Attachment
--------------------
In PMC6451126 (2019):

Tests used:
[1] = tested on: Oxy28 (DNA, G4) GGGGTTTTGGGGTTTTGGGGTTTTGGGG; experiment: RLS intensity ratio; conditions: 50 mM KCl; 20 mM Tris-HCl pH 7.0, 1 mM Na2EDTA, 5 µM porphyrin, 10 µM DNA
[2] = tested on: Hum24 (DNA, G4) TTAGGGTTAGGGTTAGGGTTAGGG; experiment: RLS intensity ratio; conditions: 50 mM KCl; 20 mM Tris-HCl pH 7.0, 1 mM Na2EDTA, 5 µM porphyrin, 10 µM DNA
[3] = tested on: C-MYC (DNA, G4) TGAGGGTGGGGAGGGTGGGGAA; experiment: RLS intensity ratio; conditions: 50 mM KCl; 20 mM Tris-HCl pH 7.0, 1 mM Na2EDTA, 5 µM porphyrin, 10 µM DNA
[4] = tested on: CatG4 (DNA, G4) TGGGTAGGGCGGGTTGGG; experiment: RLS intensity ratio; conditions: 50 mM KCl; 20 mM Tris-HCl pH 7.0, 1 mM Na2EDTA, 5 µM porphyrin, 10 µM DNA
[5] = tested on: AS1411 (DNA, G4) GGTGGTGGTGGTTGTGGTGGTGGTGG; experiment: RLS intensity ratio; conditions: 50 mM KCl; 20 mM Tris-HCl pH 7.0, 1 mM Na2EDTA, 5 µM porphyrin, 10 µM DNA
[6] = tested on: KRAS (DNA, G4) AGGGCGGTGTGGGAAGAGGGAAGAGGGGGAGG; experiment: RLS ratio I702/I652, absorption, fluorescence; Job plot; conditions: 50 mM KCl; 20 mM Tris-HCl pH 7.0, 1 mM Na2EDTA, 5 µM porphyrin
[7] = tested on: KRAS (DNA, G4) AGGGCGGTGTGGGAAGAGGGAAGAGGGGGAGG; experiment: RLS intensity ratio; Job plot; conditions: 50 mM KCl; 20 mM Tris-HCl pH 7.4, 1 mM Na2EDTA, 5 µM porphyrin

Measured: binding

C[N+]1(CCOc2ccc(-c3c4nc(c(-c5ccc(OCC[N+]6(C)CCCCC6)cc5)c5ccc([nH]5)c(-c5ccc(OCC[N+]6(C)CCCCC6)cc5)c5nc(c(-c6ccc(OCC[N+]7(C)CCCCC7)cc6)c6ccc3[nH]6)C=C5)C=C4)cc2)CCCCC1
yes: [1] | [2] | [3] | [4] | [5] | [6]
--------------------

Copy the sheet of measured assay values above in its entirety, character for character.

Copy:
In PMC6451126 (2019):

Tests used:
[1] = tested on: Oxy28 (DNA, G4) GGGGTTTTGGGGTTTTGGGGTTTTGGGG; experiment: RLS intensity ratio; conditions: 50 mM KCl; 20 mM Tris-HCl pH 7.0, 1 mM Na2EDTA, 5 µM porphyrin, 10 µM DNA
[2] = tested on: Hum24 (DNA, G4) TTAGGGTTAGGGTTAGGGTTAGGG; experiment: RLS intensity ratio; conditions: 50 mM KCl; 20 mM Tris-HCl pH 7.0, 1 mM Na2EDTA, 5 µM porphyrin, 10 µM DNA
[3] = tested on: C-MYC (DNA, G4) TGAGGGTGGGGAGGGTGGGGAA; experiment: RLS intensity ratio; conditions: 50 mM KCl; 20 mM Tris-HCl pH 7.0, 1 mM Na2EDTA, 5 µM porphyrin, 10 µM DNA
[4] = tested on: CatG4 (DNA, G4) TGGGTAGGGCGGGTTGGG; experiment: RLS intensity ratio; conditions: 50 mM KCl; 20 mM Tris-HCl pH 7.0, 1 mM Na2EDTA, 5 µM porphyrin, 10 µM DNA
[5] = tested on: AS1411 (DNA, G4) GGTGGTGGTGGTTGTGGTGGTGGTGG; experiment: RLS intensity ratio; conditions: 50 mM KCl; 20 mM Tris-HCl pH 7.0, 1 mM Na2EDTA, 5 µM porphyrin, 10 µM DNA
[6] = tested on: KRAS (DNA, G4) AGGGCGGTGTGGGAAGAGGGAAGAGGGGGAGG; experiment: RLS ratio I702/I652, absorption, fluorescence; Job plot; conditions: 50 mM KCl; 20 mM Tris-HCl pH 7.0, 1 mM Na2EDTA, 5 µM porphyrin
[7] = tested on: KRAS (DNA, G4) AGGGCGGTGTGGGAAGAGGGAAGAGGGGGAGG; experiment: RLS intensity ratio; Job plot; conditions: 50 mM KCl; 20 mM Tris-HCl pH 7.4, 1 mM Na2EDTA, 5 µM porphyrin

Measured: binding

C[N+]1(CCOc2ccc(-c3c4nc(c(-c5ccc(OCC[N+]6(C)CCCCC6)cc5)c5ccc([nH]5)c(-c5ccc(OCC[N+]6(C)CCCCC6)cc5)c5nc(c(-c6ccc(OCC[N+]7(C)CCCCC7)cc6)c6ccc3[nH]6)C=C5)C=C4)cc2)CCCCC1
yes: [1] | [2] | [3] | [4] | [5] | [6]